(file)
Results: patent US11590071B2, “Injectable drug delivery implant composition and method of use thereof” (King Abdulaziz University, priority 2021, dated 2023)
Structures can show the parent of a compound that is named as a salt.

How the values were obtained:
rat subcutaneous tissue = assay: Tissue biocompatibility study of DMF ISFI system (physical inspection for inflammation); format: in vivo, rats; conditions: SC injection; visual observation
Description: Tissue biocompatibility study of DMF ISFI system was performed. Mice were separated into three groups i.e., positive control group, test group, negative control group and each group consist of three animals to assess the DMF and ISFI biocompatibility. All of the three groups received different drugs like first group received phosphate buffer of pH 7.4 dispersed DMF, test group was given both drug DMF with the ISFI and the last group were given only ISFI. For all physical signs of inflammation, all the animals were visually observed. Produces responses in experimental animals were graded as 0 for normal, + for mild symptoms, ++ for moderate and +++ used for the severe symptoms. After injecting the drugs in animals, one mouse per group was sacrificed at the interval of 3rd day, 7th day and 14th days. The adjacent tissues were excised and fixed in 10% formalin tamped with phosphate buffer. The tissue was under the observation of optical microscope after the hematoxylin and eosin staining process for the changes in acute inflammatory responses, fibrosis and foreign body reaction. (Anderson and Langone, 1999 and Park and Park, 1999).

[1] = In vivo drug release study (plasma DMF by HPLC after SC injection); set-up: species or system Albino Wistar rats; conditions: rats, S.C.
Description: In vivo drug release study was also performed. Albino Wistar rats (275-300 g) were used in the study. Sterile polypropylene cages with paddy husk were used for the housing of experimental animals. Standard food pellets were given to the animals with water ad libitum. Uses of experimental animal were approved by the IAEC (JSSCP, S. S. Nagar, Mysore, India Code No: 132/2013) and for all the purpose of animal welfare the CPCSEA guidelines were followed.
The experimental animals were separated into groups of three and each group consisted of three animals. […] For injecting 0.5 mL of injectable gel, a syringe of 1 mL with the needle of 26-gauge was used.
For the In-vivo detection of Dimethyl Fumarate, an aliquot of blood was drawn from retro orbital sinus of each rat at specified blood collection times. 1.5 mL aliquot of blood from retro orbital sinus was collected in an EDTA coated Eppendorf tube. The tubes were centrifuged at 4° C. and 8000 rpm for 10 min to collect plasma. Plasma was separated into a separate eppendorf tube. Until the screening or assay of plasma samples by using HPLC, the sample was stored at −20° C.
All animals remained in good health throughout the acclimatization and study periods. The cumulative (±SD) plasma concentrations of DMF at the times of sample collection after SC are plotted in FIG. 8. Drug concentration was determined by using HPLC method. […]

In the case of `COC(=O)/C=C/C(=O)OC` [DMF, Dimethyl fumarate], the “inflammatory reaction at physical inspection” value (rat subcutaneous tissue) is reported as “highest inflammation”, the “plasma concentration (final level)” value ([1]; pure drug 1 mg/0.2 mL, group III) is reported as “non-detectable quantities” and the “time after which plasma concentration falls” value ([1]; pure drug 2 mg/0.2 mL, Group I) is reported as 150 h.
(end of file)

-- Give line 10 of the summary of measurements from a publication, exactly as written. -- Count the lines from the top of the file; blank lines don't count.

All animals remained in good health throughout the acclimatization and study periods. The cumulative (±SD) plasma concentrations of DMF at the times of sample collection after SC are plotted in FIG. 8. Drug concentration was determined by using HPLC method. […]